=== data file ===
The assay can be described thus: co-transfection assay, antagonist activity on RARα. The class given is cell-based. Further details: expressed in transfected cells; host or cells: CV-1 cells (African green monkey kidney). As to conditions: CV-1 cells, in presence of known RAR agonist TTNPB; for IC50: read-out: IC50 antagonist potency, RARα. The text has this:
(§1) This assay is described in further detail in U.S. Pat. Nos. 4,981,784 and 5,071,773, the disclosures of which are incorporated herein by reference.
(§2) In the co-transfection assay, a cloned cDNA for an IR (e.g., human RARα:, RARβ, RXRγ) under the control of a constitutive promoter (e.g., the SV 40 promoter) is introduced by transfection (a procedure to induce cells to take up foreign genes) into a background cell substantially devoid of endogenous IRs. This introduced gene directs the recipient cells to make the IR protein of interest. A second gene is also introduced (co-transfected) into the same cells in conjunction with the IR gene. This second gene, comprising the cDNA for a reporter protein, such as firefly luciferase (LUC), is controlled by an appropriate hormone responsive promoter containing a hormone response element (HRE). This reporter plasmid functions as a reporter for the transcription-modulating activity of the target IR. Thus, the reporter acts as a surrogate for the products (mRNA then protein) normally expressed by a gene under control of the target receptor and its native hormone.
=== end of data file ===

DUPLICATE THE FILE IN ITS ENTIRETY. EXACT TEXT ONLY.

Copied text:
The assay can be described thus: co-transfection assay, antagonist activity on RARα. The class given is cell-based. Further details: expressed in transfected cells; host or cells: CV-1 cells (African green monkey kidney). As to conditions: CV-1 cells, in presence of known RAR agonist TTNPB; for IC50: read-out: IC50 antagonist potency, RARα. The text has this:
(§1) This assay is described in further detail in U.S. Pat. Nos. 4,981,784 and 5,071,773, the disclosures of which are incorporated herein by reference.
(§2) In the co-transfection assay, a cloned cDNA for an IR (e.g., human RARα:, RARβ, RXRγ) under the control of a constitutive promoter (e.g., the SV 40 promoter) is introduced by transfection (a procedure to induce cells to take up foreign genes) into a background cell substantially devoid of endogenous IRs. This introduced gene directs the recipient cells to make the IR protein of interest. A second gene is also introduced (co-transfected) into the same cells in conjunction with the IR gene. This second gene, comprising the cDNA for a reporter protein, such as firefly luciferase (LUC), is controlled by an appropriate hormone responsive promoter containing a hormone response element (HRE). This reporter plasmid functions as a reporter for the transcription-modulating activity of the target IR. Thus, the reporter acts as a surrogate for the products (mRNA then protein) normally expressed by a gene under control of the target receptor and its native hormone.